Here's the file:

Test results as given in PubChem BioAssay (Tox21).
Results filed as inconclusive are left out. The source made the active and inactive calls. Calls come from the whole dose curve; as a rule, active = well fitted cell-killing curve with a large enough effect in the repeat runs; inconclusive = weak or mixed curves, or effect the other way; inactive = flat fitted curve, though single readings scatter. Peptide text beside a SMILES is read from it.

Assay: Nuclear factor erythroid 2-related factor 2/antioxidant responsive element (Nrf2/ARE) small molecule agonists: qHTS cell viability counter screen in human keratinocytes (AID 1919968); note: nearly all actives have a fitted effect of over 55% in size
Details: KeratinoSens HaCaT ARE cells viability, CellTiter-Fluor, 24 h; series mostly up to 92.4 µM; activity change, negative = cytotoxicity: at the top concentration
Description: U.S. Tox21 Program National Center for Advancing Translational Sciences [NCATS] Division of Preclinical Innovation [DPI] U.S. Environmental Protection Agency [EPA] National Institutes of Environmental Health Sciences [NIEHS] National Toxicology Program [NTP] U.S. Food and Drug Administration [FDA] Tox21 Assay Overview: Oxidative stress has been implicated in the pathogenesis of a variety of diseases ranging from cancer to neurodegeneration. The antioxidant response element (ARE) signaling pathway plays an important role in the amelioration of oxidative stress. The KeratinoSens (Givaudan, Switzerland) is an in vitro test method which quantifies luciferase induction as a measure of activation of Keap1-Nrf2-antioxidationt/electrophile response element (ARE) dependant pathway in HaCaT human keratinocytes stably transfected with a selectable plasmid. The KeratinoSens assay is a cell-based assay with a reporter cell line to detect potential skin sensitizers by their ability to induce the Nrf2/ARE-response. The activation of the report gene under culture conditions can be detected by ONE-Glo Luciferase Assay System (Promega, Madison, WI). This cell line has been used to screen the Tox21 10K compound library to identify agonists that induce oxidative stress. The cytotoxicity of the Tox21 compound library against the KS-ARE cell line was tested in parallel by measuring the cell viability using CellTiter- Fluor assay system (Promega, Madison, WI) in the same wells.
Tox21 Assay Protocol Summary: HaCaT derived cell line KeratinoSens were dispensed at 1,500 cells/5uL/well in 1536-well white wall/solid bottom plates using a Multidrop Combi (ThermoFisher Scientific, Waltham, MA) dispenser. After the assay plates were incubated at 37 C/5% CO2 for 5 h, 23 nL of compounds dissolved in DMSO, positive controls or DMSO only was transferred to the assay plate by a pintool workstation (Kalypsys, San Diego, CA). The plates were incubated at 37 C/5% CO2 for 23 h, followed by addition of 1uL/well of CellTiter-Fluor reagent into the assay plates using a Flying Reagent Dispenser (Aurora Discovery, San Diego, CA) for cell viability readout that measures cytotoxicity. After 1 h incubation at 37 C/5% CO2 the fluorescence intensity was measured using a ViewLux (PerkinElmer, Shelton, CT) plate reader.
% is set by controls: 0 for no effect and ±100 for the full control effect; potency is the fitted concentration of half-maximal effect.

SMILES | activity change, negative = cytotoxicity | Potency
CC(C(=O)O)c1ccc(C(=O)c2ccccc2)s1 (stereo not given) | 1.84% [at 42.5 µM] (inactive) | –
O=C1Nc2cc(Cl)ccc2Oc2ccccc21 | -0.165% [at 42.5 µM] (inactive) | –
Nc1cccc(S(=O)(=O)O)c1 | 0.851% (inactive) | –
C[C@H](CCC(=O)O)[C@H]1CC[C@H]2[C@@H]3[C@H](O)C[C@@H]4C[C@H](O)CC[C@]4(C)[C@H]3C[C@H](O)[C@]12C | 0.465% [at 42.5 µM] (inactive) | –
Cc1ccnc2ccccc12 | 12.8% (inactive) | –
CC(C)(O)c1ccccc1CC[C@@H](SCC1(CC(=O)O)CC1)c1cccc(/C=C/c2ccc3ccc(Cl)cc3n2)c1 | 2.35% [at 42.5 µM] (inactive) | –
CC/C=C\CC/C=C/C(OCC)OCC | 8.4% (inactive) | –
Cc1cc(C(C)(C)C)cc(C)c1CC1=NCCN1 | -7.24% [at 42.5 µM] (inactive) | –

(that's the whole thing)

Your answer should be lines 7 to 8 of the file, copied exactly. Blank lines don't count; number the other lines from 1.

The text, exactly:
% is set by controls: 0 for no effect and ±100 for the full control effect; potency is the fitted concentration of half-maximal effect.

SMILES | activity change, negative = cytotoxicity | Potency